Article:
Pleasantville Music Festival Expands Recycling Efforts With Composting

Volunteers will be keeping food waste out of the trash at the Pleasantville Music Festival this year!

The following blog post was written by PleasantvilleRecycles.org members Sharon AvRutick, Christin Ogryzlo and Helen Meurer.

While plastics, glass, and cans have long been recycled at the (PMF), volunteers will be keeping food waste out of the trash this year as well. Now, food scraps and leftovers—and many paper products such as plates, napkins, towels, and bags—will all be collected and composted.

“Each year, we aim to get better at what we do,” says Pleasantville Mayor Peter Scherer. “The folks at PleasantvilleRecycles lead the way this year, with better, more complete recycling at the Pleasantville Music Festival—and a new composting program that brings this effort to a new level.”

When PleasantvilleRecycles.org suggested a composting initiative, PMF Co-Executive Directors Sol Skolnick and Rich Sarfaty immediately embraced the idea.

“We are very happy to have the chance to make our festival even greener,” says Sarfaty. “Because of PleasantvilleRecycles’ unwavering dedication and volunteering spirit, we can repurpose more materials and leave the festival grounds even cleaner than before.”

What’s more, keeping compostable material out of the waste stream will reduce the festival’s garbage hauling costs. Suburban Carting will take all the material to a facility in Connecticut where it will be turned into compost for residential and commercial use.

This project is made possible by a grant from Community Catalyst Fund, a project of Clean Air-Cool Planet—and at no cost to the Village of Pleasantville.

“Our goal is zero waste, which means that all unwanted items should be directed into recycling streams,” explains PleasantvilleRecycles.org member Helen Meurer. “To make this happen, we needed more recycling containers, better signage, and we also needed to add food composting to the options. We were thrilled to secure the grant money to make this possible.”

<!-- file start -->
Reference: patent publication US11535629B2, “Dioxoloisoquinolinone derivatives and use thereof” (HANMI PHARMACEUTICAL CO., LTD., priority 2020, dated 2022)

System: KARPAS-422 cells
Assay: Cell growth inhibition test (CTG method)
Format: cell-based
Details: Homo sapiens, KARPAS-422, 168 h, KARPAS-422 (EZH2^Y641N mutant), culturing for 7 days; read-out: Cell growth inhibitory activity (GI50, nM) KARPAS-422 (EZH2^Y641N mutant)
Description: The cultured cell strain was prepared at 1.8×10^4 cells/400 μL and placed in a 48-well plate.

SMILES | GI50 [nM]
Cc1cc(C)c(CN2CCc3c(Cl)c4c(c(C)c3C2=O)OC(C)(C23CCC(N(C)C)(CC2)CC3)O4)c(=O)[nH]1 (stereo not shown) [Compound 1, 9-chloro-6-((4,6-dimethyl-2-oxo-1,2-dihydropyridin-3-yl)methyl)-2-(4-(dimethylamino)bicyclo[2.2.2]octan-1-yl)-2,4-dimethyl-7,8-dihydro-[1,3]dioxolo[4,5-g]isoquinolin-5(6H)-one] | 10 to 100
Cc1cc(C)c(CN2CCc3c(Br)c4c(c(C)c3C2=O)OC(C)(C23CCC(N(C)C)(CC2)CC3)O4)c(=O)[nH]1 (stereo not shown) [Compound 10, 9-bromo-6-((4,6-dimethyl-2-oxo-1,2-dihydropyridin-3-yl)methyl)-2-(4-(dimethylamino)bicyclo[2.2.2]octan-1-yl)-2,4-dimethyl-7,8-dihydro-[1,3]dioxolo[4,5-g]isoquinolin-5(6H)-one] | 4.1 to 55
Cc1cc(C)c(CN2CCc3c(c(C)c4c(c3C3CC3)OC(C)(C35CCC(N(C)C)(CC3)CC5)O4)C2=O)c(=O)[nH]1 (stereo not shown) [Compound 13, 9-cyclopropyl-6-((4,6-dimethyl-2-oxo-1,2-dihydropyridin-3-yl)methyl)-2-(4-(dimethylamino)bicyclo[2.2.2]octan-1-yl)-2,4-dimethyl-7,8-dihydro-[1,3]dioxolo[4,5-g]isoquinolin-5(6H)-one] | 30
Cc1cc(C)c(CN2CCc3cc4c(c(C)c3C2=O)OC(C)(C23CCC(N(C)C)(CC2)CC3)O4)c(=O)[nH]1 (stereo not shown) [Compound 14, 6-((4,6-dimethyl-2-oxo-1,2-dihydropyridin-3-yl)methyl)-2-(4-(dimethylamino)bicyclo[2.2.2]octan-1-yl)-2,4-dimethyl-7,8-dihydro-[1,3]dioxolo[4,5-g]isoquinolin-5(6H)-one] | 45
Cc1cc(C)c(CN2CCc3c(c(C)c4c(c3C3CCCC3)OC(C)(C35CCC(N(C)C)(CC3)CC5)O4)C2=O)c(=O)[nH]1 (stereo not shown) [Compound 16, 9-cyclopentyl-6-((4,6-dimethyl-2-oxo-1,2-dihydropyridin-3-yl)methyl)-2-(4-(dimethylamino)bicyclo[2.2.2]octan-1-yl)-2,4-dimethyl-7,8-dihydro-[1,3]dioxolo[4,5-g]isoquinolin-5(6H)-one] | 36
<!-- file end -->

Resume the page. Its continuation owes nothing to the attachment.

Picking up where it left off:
“An effort like this requires people power,” Meurer continues. “We are very fortunate that the Pleasantville Department of Public Works recognizes the importance of zero waste. We have a dedicated group of recyclers who will help the festival attendees at each of the zero waste stations, and the DPW will remove the food waste as the bins fill up.”

In addition to making the composting project possible, the grant money allowed the DPW to purchase new recycling containers and lids, which will improve plastics, glass, and can recycling at the PMF. The new bins will also be used for events such as the weekly farmers market, the Ragamuffin Parade, and Pleasantville Day.

PleasantvilleRecycles.org spreads the word about recycling news and opportunities through its website, newsletter and Facebook page. The committee has also run collections for cell phones, batteries, bicycles, sports equipment, and more. Visit PleasantvilleRecycles.org to sign up for the newsletter and to learn more.

This post is contributed by a community member. The views expressed in this blog are those of the author and do not necessarily reflect those of Patch Media Corporation. Everyone is welcome to submit a post to Patch. If you'd like to post a blog, go here to get started.


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